If suffering is good for (what Hick calls) “soul making,” then is more suffering a better world than what we have now?

              No. Some suffering is good for “soul making” and keeping life interesting and developing, but you don’t need raped children and mass starvation and the plague and AIDS, etc.

              God is a dink because of how much suffering has been and still is in the world. Not because there is some suffering. And if putting more suffering in the world is good, then why isn’t it good for the world to be worse?Report

              • Avatar Jaybird in reply to Shazbot5
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                says:

                The Deity is the only one allowed the active voice. Everybody else is subject to the passive.Report

              • Avatar Shazbot5 in reply to Jaybird
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                says:

                Sigh.

                My cat’s breath smells like cat’s food.Report

              • Avatar PPNL in reply to Shazbot5
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                says:

                Suffering in any amount isn’t good. The possibility of suffering is necessary.

                Africa is a human invention. The suffering is the result of the choices of men either by direct action or failure to act.

                Again if there were a god the worst thing it could do is make suffering impossible.

                Do you have a pet dog? Is he castrated? For his own good?Report

              • Avatar Shazbot5 in reply to PPNL
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                says:

                I’m not saying there should be no suffering, just much less suffering.

                The fact that there is so much suffering is evidence that there is no omnipotent, omnibenevolent God.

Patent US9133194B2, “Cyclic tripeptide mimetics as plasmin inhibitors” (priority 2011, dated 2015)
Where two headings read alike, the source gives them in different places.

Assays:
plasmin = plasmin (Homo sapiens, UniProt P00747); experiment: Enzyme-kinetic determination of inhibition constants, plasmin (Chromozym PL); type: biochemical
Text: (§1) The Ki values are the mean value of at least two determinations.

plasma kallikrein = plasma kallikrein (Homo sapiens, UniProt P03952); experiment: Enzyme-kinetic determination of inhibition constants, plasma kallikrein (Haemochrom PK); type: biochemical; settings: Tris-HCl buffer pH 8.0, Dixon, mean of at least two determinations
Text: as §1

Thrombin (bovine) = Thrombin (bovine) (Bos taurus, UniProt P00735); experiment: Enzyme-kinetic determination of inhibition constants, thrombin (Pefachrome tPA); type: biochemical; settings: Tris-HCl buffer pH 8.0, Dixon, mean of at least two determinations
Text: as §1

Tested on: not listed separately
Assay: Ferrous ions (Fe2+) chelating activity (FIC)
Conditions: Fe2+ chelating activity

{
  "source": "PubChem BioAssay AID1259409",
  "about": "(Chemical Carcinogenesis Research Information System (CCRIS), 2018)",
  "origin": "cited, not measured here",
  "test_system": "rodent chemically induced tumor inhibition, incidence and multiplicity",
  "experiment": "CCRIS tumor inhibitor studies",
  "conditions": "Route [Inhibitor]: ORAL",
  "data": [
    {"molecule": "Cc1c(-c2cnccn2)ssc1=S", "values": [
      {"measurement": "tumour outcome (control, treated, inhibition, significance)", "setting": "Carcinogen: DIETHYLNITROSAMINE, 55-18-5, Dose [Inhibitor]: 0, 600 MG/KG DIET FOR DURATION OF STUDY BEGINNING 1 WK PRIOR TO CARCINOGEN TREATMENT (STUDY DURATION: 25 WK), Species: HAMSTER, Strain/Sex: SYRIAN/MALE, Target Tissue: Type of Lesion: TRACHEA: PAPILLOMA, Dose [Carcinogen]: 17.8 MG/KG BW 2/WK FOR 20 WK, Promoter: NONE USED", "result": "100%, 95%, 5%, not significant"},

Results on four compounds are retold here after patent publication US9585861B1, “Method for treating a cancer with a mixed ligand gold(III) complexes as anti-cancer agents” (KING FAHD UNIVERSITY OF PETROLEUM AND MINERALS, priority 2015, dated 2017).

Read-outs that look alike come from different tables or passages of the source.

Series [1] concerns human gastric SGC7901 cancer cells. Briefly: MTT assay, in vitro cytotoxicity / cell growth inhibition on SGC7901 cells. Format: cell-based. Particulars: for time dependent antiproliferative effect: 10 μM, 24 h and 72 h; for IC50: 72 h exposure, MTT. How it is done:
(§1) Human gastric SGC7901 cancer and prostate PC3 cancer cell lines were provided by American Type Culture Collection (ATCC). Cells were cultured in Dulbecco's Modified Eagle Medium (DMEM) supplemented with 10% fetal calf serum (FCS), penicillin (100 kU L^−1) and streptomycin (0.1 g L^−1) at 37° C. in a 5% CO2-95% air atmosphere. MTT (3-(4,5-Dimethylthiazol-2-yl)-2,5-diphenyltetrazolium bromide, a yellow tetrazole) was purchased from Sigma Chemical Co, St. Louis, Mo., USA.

I do not have a dog.Report

              • Avatar PPNL in reply to Shazbot5
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                says:

                Again no amount of suffering is good. The possibility of suffering is necessary. For a god to add suffering would be beyond perverse.

                The amount of suffering must depend on us. That is the point. If we decide to have WWIII and god does not intervene then he does not exist? I say he should not intervene. God should follow the prime directive.

                We do not need a hell to punish us for our sins. We do just fine there without god’s help as well. Our responsibility, our choices, our rewards and our punishments.Report

              • Avatar Shazbot5 in reply to PPNL
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                says:

                But God does determine the amount of suffering in many ways. God threw down Katrina amd the Lisbon earhquake and the Black Plague and AIDS and burned houses with children who have burns all over their tortured little bodies.

                Also, if suffering is necessary for humans to give them free will, why does God fill animal’s lives with so much suffering?

                Is all the suffering not caused by humans necessary for us to have free will. If not, the God could’ve stopped it, and he is an evil dink (if he exists).Report